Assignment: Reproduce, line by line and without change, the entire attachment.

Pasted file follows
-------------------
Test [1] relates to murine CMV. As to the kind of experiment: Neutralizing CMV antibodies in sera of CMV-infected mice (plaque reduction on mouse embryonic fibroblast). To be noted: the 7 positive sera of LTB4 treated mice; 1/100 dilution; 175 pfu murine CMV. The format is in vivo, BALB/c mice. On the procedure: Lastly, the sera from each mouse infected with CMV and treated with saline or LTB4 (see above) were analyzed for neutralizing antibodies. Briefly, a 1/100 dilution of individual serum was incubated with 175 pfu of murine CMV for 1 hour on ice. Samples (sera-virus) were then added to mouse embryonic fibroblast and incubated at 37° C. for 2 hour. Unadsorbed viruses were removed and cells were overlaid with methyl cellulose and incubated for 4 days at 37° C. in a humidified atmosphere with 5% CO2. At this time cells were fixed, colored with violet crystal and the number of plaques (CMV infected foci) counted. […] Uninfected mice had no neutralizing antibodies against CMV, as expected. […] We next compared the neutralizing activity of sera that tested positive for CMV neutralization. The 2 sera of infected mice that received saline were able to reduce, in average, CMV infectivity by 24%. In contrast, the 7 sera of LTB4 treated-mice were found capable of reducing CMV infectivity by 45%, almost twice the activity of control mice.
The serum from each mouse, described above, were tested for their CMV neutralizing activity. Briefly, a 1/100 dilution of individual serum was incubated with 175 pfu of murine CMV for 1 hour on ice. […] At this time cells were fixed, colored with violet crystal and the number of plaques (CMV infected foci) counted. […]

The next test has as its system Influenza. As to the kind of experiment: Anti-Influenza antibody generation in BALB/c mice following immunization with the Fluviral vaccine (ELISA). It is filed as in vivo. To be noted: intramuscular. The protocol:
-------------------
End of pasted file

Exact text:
Test [1] relates to murine CMV. As to the kind of experiment: Neutralizing CMV antibodies in sera of CMV-infected mice (plaque reduction on mouse embryonic fibroblast). To be noted: the 7 positive sera of LTB4 treated mice; 1/100 dilution; 175 pfu murine CMV. The format is in vivo, BALB/c mice. On the procedure: Lastly, the sera from each mouse infected with CMV and treated with saline or LTB4 (see above) were analyzed for neutralizing antibodies. Briefly, a 1/100 dilution of individual serum was incubated with 175 pfu of murine CMV for 1 hour on ice. Samples (sera-virus) were then added to mouse embryonic fibroblast and incubated at 37° C. for 2 hour. Unadsorbed viruses were removed and cells were overlaid with methyl cellulose and incubated for 4 days at 37° C. in a humidified atmosphere with 5% CO2. At this time cells were fixed, colored with violet crystal and the number of plaques (CMV infected foci) counted. […] Uninfected mice had no neutralizing antibodies against CMV, as expected. […] We next compared the neutralizing activity of sera that tested positive for CMV neutralization. The 2 sera of infected mice that received saline were able to reduce, in average, CMV infectivity by 24%. In contrast, the 7 sera of LTB4 treated-mice were found capable of reducing CMV infectivity by 45%, almost twice the activity of control mice.
The serum from each mouse, described above, were tested for their CMV neutralizing activity. Briefly, a 1/100 dilution of individual serum was incubated with 175 pfu of murine CMV for 1 hour on ice. […] At this time cells were fixed, colored with violet crystal and the number of plaques (CMV infected foci) counted. […]

The next test has as its system Influenza. As to the kind of experiment: Anti-Influenza antibody generation in BALB/c mice following immunization with the Fluviral vaccine (ELISA). It is filed as in vivo. To be noted: intramuscular. The protocol: